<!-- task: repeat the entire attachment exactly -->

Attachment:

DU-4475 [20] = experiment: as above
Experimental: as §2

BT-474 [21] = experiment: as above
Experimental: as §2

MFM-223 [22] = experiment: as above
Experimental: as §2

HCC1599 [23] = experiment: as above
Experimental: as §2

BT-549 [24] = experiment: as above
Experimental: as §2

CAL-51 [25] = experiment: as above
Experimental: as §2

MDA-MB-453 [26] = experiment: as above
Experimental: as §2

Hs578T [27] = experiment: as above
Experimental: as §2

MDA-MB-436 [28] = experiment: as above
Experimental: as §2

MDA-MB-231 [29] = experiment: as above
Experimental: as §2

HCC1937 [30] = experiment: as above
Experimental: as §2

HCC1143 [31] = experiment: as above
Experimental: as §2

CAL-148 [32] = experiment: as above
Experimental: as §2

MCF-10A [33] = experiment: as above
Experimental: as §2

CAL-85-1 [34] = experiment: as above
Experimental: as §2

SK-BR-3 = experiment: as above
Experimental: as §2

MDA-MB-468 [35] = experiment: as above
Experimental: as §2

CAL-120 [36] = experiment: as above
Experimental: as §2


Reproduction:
DU-4475 [20] = experiment: as above
Experimental: as §2

BT-474 [21] = experiment: as above
Experimental: as §2

MFM-223 [22] = experiment: as above
Experimental: as §2

HCC1599 [23] = experiment: as above
Experimental: as §2

BT-549 [24] = experiment: as above
Experimental: as §2

CAL-51 [25] = experiment: as above
Experimental: as §2

MDA-MB-453 [26] = experiment: as above
Experimental: as §2

Hs578T [27] = experiment: as above
Experimental: as §2

MDA-MB-436 [28] = experiment: as above
Experimental: as §2

MDA-MB-231 [29] = experiment: as above
Experimental: as §2

HCC1937 [30] = experiment: as above
Experimental: as §2

HCC1143 [31] = experiment: as above
Experimental: as §2

CAL-148 [32] = experiment: as above
Experimental: as §2

MCF-10A [33] = experiment: as above
Experimental: as §2

CAL-85-1 [34] = experiment: as above
Experimental: as §2

SK-BR-3 = experiment: as above
Experimental: as §2

MDA-MB-468 [35] = experiment: as above
Experimental: as §2

CAL-120 [36] = experiment: as above
Experimental: as §2